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Theatre Northwest is haunted … and they have photos to prove it

Theatre NorthWest is haunted, and they have the pictures to prove it. Last week while at the theatre working late, one of the staff stumbled on the attached writings – proving that the ghost light they leave on each night is necessary. They managed to snap the attached picture before leaving the building.

“Ghost lights are a long tradition in theatres – there is often a single lamp left energized on stage. Light for the ghosts to perform by,” said Marnie Hamagami, Artistic Producer at Theatre NorthWest. “We have always suspected our theatre was haunted and now we have the photo to prove it.” 

Along with the photo, are these papers from a long-ago employee:


Heidi Klepsch for Theatre NorthWest 

I used to work at the theatre, many years ago, as a seamstress. One of my jobs was refreshing the costumes between shows. Most of the time, I’d do that in the morning. However, when a matinee immediately followed an evening show, I had to do the washing in the middle of the night so the costumes would have time to dry. I’d be the only one left in the building on those occasions, which always left me nervously looking over my shoulder…  

I had trouble keeping my imagination from spiraling into scary places, to begin with. Adding long hours spent working in the shadowy, maze-like theatre was definitely more than I wanted to handle. But, I loved the rest of my job, so I steeled myself for the nocturnal bits and told myself I was being silly for feeling so spooked. 

To my eternal dismay, it would turn out that there was something to be afraid of, after all… 

As I arrived, my final shift began like all the others. The cast and crew members were leaving, and they said goodnight to me as they headed out to their cars, bracing against the wind and cold. They made the usual jokes about watching out for ghosts and how the theatre was haunted, at which I laughed nervously, as was expected. I locked the front door, then uneasily made my way through the creaky maze of hallways and twisting stairwells to get to work in the laundry room.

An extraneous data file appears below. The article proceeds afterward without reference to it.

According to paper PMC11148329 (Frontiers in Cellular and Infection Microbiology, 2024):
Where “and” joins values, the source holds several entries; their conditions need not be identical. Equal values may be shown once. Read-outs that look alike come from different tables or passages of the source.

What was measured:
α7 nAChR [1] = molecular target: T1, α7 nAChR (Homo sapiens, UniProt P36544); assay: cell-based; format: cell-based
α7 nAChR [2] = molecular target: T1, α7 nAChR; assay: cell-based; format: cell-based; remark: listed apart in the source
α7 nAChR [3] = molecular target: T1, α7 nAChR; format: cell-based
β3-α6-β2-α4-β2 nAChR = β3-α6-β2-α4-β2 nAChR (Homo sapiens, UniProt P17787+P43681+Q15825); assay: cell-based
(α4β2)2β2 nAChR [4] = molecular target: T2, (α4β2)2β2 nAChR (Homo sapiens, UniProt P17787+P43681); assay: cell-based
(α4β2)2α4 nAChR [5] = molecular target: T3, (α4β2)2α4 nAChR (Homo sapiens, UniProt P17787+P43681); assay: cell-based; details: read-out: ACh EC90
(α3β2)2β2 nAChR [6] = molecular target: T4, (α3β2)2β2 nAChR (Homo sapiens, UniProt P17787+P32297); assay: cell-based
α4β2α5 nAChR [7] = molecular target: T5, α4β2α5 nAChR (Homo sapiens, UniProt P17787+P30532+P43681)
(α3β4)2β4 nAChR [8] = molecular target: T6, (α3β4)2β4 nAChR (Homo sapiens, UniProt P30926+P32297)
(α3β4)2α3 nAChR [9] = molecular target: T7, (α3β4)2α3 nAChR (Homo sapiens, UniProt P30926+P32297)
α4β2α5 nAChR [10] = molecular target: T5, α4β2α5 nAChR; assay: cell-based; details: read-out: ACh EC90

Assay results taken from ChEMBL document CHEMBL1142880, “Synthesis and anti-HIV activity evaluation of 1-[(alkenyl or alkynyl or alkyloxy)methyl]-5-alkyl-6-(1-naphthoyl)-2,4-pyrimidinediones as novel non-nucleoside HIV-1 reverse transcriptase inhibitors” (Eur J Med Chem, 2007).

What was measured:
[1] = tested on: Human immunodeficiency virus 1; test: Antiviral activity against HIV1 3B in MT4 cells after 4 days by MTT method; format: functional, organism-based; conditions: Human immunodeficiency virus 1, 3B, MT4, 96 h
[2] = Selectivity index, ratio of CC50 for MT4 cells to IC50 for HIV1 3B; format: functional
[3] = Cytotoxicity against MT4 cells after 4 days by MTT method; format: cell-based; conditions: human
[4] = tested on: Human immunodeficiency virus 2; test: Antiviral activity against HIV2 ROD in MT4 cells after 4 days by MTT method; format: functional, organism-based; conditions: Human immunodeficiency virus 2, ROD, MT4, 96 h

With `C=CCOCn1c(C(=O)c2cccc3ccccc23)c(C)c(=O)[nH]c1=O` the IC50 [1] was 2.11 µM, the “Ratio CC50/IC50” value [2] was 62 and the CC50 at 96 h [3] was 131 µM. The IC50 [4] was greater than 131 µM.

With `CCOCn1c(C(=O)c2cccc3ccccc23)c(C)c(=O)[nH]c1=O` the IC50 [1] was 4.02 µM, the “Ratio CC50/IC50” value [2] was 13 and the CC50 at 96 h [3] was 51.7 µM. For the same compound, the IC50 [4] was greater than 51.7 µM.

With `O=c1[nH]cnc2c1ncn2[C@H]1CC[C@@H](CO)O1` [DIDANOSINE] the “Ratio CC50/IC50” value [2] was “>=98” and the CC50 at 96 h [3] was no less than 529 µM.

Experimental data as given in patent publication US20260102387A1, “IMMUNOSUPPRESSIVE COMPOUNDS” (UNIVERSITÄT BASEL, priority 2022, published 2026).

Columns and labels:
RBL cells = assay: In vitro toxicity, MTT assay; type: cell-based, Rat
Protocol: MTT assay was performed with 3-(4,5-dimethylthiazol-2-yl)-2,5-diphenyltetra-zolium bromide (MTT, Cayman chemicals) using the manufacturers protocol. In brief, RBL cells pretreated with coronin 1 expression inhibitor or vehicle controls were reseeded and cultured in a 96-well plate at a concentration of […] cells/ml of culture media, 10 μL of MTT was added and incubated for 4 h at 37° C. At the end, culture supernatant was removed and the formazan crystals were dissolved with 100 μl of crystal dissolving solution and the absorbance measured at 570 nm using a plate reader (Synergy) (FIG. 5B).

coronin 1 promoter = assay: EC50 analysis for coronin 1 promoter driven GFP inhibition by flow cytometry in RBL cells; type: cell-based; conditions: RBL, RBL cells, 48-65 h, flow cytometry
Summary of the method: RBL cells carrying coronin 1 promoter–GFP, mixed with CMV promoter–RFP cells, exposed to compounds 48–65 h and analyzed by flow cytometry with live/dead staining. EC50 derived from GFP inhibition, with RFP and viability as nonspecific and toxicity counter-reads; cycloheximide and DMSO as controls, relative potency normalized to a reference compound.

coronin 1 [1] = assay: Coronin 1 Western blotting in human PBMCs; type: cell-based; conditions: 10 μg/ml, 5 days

After a couple of hours, I finished the necessary washing, ironing, and mending. I left the laundry room, giving the finicky door a hard pull so that it closed. Then, I turned the lights out as I walked back into the lobby, a growing chasm of looming darkness trailing me. Bundled in my cold-weather clothes, keys in hand and my car remote-started, I was so eager to leave the creaking theatre and return to the warm sanctuary of my home. The only thing left to do was set the alarm for the building – but, I couldn’t.  

A red light was flashing on the security system’s control box. It meant a door was open, somewhere, and the alarm couldn’t be set until it was closed. I was confused to see that “laundry room” was displayed on the screen beside the light… I had just closed it… But, it wasn’t out of the realm of possibility for it to have not latched fully, I thought… The theatre would shift and warp regularly, like old buildings do, as if it were breathing. Plus, the weather had just taken a dive into the damp and cold. That’s all this was, I thought. The normal stiffening of the old building’s bones. Nothing to be afraid of.  

After a deep breath, I pocketed my keys and trudged back towards the laundry room, turning all the lights back on as I went. The room was hidden in the farthest, darkest corner of the second floor. I hated walking there – even during the day – because the lighting was so dim that I always felt like I was stepping into a black abys. My stomach always clenched as though I might fall right through the floor…  

A sudden shiver ran through me as I reached the laundry room. Not only was the door wide open, but the sewing machine’s light was on, glowing expectantly in the darkness. I had not left it that way moments before… It was a compulsion of mine to turn the machine off whenever I stood up… Feeling deeply unsettled, I quickly flicked it off again, then pulled the offending door shut with a slam. I paused, my hand still clutching the doorknob, quieting my breathing to listen to the space… My skin prickled… I reached for my phone with my other hand, when–  


all the lightbulbs burst and I screamed sharply.   

Enveloped by darkness, I was frozen with cold, icy terror. I felt my gut wrench in strangled fear and I thought I might vomit. My heart thundered painfully in my chest and I felt my head begin to spin as I took rapid, desperate gulps of air. I was trying to process what happened, when–  

The doorknob within my grip turned sharply.  

I flung myself backward, sprinting desperately away. A thunderous howl began behind me and the growing sound filled the darkness. My feet pounded on solid ground three times before sinking into the black void and I found myself falling through space, my stomach in my throat. I was screaming, but the sound I heard was foreign and frightening and louder than usual, but I couldn’t contemplate it because I felt suddenly as though my mind was being split in half. My brain was no longer able to process the intensity of the pain and the absolute blackness then appeared blinding white… 

It was over.  

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